Nutritious Snacking at Work
Most of the waking day is spent at work. We have shared about movement habits for health at work, but there is also the movement for ‘food as medicine’. We wanted to share tips on how to eat well at work to help the healthy habits and wellbeing path progress.
Prepare snacks at home by portioning them out. This prevents over-eating.
Snacks should be small to manage energy until the next meal.
Don’t bring an entire bag of trail mix to work. It is easy to snack mindlessly and then the whole bag is finished.
Portion out some homemade trail-mix into little zip lock bags.
Put nut butter or hummus into a little container rather than the whole jar.
Make a portion container of veggies to dip in the hummus.
WHAT IS A PORTION?
Nuts: small handful (around 10 almonds)
Nut butter: 1- 1/2 table spoons (nut butters are a lot denser and we don’t require as much since they hold a lot of energy/ calories)
Hummus: around 3 tablespoons
Veggies: hard to over do veggies but one whole pepper, 1/2 a large cucumber, 1 full carrot would be a decent amount for a snack when combined with protein source of hummus or nut butter
For non-nut snacks:
2 x Rice cakes combined with hummus
Palm size - good quality dark chocolate
1 x cup total of Chia seeds mixed with water, protein powder and a fruit (essentially a chia pudding)
1/4 palm size x seeds that can be tolerated mixed (5 pieces of dried fruit)
1/2 -1 cup x Red peppers, cucumber with some salt and pepper, chopped up carrots, avocado with salt, cherry tomatoes.
2. Choose Quality over Quantity
Fat, rich, protein rich and fibre rich will be more filling. For example, WHAT???
Any processed food won’t leave the full feeling for very long and will even lead to sugar cravings later on. An energy crash is likely.
Avoid foods such as crackers, breads, cookies, chips, pastries, candies, chocolate bars.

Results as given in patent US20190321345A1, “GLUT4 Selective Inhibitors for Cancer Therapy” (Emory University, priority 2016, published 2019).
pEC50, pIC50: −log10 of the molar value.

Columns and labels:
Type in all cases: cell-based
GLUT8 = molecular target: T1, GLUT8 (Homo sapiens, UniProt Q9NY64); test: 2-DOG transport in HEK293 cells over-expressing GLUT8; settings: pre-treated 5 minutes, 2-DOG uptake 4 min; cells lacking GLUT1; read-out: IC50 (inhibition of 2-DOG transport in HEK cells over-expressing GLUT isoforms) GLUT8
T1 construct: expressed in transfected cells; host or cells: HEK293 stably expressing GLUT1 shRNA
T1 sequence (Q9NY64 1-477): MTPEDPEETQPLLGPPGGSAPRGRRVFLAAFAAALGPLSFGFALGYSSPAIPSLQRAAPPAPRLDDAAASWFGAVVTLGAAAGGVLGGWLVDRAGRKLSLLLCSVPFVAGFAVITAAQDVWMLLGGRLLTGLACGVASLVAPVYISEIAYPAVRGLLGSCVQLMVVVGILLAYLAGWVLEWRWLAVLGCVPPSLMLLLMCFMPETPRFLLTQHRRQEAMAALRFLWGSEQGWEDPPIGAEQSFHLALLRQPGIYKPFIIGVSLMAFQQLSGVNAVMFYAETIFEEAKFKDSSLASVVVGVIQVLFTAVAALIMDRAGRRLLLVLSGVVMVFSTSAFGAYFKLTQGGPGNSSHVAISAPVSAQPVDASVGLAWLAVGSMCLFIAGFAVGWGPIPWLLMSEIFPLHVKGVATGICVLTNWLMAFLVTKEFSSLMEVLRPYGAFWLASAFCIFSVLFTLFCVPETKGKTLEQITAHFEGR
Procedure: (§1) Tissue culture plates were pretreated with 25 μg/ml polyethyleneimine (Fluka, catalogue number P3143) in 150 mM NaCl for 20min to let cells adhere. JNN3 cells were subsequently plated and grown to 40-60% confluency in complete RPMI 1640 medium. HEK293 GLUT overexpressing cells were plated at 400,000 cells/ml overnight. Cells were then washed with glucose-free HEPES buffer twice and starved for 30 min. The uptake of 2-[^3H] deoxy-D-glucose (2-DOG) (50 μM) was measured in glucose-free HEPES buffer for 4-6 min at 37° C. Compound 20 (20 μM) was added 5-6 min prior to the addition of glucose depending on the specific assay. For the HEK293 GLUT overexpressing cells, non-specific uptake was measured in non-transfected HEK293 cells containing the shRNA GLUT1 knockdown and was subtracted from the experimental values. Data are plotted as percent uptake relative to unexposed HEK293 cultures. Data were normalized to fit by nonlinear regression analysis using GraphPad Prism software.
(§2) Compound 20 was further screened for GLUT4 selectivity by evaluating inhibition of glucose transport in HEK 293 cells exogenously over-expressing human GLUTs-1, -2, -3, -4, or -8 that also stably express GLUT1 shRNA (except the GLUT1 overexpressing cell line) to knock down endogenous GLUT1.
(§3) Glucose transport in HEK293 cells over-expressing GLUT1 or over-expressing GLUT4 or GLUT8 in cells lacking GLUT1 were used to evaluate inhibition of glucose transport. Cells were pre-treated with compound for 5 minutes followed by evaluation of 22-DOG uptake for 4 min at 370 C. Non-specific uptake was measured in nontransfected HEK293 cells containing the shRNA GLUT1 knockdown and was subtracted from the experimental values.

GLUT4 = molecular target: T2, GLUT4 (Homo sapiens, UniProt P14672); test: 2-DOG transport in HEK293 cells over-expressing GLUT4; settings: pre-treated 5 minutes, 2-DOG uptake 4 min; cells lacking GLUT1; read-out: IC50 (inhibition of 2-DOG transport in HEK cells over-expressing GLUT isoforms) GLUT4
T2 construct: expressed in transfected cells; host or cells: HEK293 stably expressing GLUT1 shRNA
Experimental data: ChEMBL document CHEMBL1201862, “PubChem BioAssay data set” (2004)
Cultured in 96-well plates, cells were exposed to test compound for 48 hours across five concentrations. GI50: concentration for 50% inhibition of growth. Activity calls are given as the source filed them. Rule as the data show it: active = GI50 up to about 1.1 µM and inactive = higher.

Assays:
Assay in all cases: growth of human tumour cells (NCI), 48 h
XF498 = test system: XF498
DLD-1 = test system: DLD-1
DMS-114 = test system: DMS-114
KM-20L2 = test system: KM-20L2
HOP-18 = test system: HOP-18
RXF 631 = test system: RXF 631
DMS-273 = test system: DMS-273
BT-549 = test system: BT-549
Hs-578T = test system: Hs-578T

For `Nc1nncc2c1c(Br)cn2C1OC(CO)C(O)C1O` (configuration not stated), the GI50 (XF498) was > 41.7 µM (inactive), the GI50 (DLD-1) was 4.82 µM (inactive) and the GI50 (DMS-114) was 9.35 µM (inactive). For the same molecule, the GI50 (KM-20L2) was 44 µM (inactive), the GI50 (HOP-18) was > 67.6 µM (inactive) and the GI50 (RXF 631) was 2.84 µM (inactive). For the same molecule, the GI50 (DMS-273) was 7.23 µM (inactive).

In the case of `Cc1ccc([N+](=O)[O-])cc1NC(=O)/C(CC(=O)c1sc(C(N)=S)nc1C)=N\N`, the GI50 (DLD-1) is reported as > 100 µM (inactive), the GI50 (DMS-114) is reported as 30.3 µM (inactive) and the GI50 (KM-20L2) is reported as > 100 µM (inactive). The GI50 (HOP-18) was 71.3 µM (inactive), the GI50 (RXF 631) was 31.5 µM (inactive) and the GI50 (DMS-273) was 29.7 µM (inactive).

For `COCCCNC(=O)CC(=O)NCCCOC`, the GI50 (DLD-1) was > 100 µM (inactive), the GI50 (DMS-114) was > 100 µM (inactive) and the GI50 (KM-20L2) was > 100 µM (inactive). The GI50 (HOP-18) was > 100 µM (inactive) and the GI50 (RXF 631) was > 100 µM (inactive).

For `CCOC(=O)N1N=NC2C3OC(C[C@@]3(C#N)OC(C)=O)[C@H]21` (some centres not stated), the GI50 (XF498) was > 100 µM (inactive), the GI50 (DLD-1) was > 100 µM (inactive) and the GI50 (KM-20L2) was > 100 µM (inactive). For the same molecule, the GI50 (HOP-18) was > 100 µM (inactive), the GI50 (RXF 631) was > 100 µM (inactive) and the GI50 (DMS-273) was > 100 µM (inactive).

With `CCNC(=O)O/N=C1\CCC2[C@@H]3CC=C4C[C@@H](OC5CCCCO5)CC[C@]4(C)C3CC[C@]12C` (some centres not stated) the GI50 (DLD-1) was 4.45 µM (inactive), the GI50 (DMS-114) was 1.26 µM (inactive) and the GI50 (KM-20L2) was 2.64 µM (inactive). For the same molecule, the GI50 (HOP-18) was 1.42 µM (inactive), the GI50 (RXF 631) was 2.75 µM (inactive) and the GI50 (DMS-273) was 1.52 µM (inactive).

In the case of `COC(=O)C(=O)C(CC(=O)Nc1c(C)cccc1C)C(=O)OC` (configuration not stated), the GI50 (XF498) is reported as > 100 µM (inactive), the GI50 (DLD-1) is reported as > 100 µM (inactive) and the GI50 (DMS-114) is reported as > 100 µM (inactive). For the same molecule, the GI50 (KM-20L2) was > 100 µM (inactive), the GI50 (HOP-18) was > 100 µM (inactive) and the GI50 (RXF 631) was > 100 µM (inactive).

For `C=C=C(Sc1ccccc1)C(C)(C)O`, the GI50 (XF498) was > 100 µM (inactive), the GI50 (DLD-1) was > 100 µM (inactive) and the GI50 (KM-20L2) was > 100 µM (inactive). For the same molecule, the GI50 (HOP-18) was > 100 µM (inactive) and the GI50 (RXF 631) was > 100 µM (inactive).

3. Set a Time to Snack
Three nutritious meals a day should leave no desire to snack, but long hours without eating at work may require snacks to help energise the body and brain. Planned snacks prevent blood sugar crashes that can lead to irrational food decisions and reaching for the highest carb option.
However, if not hungry at the ‘snack time’ then listen to the body and do not eat. Save the snack for when the energy begins to fade, or wait it out until the next meal.
Experiment with different snack times and different snack options.
If snacking at work simply isn’t an option… it’s time to consider beefing up breakfast with loads of healthy fat, protein and fibre. This will keep blood sugar stable for hours and feeling full until the next meal. Filling breakfasts include:
Chia bowls (see recipe below)
A thick smoothie with a full avocado, nut butter, hemp seeds and fruit - try these recipes Nid shared in 2014
a nut loaf (see recipe below)
Hummus and veg
Cheese and veggies
Full fat yogurt
A fruit with a tablespoon of nut butter
Rice cakes with nut butter or hummus
Half an avocado with sea salt
Light smoothie with half the amount of fruit and veg that you would normally use
One small handful of nuts, seeds and dried fruit
Steamed veggies with a drizzle of tahini dressing
Bone broth in a thermos to sip on throughout the day
Chia Pudding Recipe
2 tbs of chia seeds
12 tbs of water or nut milk or any alternative milk
Scoop of protein powder (optional and you will want to add more liquid if you do so)
1 fruit of choice chopped up
Any topping of choice (I like coconut flakes, cacao nibs, nuts, seeds, cinnamon)
Mix chia seeds, protein powder, water or nut milk together.
Put into a glass jar or airtight container with toppings & fruit choice, and leave overnight in a fridge.
Grab and go to work in the morning.
Nut Loaf Recipe
100 grams of each below that have been ground into a flour consistency:
Mix 5 eggs with 1/4 cup of olive oil and salt to taste in a bowl.
Add nut flours into the bowl and mix well.
Put in a greased baking dish in the oven at 170 C or 338 F for one hour.
Looking for more tips?
Megan offers consulting for private clients to get to the next level of their nutrition and eating behaviours.
Get in touch to find out about booking a free 30 minute consultation with her to find out more about how she can help you.